14. 24 NON-METRO counties had over 5% of overall population enrolled in Blind/ Disabled Medicaid Only 1 METRO area (Washington Co.) had this level of enrollment Source: Dept of Health and Senior Services, Missouri Information for Community Assessment (MICA), USDC Bureau of the Census, Federal Office of Rural Health Policy

  15. Total Medicaid Expenditures by County, FY2004 MISSOURI MAPS Total expenditures were $4.8 billion in 2004

  16. Medicaid Expenditures per Capita by County, FY2004 MISSOURI MAPS Per capita expenditures ranged from $326 to $2,425, reflecting the relative need of the population

  17. Estimated 120,000 people affected by changes since July 1, 2005 (and Sept. 1, 2005) Medicaid eligibility changes/ reductions: People with disabilities (working, transitional, Permanently and Totally Disabled) and Old Age Low income parents (eligibility reduced from 75% Federal Poverty Level to 22% FPL) Medical services and equipment reduced Increased cost sharing for recipients = increased monthly premiums and increased “spend downs” MO Medicaid Changes

  18. Percent of County Population Affected by Changes in Medicaid Provisions, FY2006 MISSOURI MAPS Missouri’s poorest regions will have the highest percent of population impacted by the recent changes in Medicaid provisions

  19. Change in Medicaid Enrollment for Blind / Disabled from 2/05 and 1/ 06 was 4,391 decrease Total change Medicaid Enrollmentapproximately 117,000 decrease Source: Dept of Health and Senior Services, Missouri Information for Community Assessment (MICA),

  20. The concentration of health and social services firms that employ less than 10 people is highest in Missouri’s rural counties 72% of health and social services firms in rural counties and 70% in urban counties have less than 10 employees Source: 2003 County Business Patterns and Federal Office of Rural Health Policy

  21. Firms with less than 20 employees made up 90-100% of all health and social services employers in 15 rural Missouri counties 84% of health and social services firms in both rural and urban counties have less than 20 employees Source: 2003 County Business Patterns and Federal Office of Rural Health Policy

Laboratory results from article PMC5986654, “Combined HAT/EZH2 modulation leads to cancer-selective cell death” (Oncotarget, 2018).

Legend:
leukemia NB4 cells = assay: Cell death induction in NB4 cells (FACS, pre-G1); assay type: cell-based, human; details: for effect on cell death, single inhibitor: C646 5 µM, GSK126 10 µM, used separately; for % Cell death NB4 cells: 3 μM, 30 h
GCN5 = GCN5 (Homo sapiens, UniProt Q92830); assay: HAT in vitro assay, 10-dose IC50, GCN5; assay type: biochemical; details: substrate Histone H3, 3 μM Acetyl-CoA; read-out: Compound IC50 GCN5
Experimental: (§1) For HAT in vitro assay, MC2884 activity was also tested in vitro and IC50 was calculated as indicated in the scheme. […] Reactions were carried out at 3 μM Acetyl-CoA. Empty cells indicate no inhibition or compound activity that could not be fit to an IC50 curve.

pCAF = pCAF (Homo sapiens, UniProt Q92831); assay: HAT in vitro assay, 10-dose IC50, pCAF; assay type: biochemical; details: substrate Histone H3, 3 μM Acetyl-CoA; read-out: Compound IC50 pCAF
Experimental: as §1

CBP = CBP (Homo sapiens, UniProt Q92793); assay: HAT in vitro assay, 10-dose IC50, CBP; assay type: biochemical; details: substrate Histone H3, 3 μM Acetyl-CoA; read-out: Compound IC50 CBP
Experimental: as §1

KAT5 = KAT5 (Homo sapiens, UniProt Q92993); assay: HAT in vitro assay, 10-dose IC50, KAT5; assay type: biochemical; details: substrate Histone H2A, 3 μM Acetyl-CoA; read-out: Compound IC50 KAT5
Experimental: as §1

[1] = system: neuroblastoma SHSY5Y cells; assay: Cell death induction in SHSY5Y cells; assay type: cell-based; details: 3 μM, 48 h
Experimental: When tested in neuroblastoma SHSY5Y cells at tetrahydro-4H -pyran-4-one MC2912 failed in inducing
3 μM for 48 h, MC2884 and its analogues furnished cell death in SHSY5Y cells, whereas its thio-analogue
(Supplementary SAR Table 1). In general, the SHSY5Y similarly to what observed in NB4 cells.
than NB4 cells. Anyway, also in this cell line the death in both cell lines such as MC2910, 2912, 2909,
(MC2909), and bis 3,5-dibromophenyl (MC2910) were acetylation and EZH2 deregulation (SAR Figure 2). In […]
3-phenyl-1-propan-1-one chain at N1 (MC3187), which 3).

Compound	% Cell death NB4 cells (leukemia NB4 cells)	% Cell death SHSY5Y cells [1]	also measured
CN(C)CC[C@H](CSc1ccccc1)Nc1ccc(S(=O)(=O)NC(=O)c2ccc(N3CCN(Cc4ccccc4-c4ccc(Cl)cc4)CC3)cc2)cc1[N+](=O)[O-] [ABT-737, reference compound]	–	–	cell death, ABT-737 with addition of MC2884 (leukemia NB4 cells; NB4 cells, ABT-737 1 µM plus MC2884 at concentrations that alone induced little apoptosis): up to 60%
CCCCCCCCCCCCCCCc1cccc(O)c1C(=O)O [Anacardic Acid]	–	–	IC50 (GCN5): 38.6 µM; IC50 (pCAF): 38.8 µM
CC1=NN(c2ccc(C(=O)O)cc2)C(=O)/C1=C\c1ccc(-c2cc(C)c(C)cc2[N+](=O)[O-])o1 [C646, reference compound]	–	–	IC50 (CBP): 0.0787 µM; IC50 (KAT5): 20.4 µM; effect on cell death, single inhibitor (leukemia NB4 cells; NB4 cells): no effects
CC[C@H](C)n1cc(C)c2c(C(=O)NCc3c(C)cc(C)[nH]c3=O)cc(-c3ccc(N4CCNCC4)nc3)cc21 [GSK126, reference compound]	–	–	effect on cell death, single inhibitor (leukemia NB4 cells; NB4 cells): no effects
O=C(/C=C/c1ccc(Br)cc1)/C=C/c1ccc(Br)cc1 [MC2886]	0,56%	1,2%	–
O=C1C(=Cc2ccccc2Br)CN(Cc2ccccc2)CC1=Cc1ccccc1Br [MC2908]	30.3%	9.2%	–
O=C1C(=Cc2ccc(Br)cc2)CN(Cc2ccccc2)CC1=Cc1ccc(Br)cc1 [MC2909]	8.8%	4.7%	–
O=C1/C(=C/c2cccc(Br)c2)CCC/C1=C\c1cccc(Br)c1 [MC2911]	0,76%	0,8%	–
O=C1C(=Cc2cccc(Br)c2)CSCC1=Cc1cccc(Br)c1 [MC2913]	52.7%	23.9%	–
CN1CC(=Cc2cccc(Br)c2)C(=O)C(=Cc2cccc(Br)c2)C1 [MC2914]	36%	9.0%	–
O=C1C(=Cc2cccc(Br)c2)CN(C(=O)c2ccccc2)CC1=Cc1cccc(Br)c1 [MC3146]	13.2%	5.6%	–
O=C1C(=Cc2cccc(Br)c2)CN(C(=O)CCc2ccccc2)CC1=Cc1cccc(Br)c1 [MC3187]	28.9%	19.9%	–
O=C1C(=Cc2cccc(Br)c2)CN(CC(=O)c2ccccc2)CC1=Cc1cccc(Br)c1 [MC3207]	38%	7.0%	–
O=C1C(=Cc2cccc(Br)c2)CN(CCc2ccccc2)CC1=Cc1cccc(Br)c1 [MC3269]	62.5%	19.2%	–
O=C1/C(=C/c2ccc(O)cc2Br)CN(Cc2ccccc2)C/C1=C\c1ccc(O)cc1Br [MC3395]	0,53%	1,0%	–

22. Rural areas tend to have fewer options for employer-based health insurance Health insurance companies tend to levy high premiums, deductibles, exclusions on farmers and small businesses Rural health care providers tend to be small businesses themselves. They may be paying high costs for health insurance and/or sharing the high cost with employees Things to consider…

  23. Significant program changes are happening both in Medicaid in MO and in Medicare Part D (prescription drug program) nationally Rural populations tend to be older and sicker than urban counter parts Health care providers are spending time and resources helping individuals find ways to pay Pharmacies in rural areas are more often independently owned than in urban areas – Medicaid and Medicare Part D have been challenging for all pharmacies Things to consider…

  24. Rural providers are currently being called on to provide more free / un-reimbursed /discounted care Rural providers may depend heavily on Medicare and Medicaid Rural providers may have smaller total profit margins so they may have less ability to absorb significant financial losses Things to consider…

  25. Health Professional Shortage Areas HPSAs Source: DHSS Primary and Rural Health

  26. Medicaid Reform Commission http://www.senate.mo.gov/medicaidreform/ Missouri Hospital Association http://web.mhanet.com/asp/Governmental_Relations/Medicaid.asp Dept of Social Services Reading Room Statistics http://www.dss.mo.gov/rr_stats.htm Dept of Social Services http://www.dss.mo.gov/pr_health.htm MU Center for Health Policy http://healthpolicy.missouri.edu/publications.htm MO Information For Community Assessment (MICA) DHSS http://www.dhss.mo.gov/MICA/nojava.html Missouri Foundation For Health http://www.mffh.org/policy_medbasics.html Centers for Medicare and Medicaid Services http://www.cms.hhs.gov/ Other Resources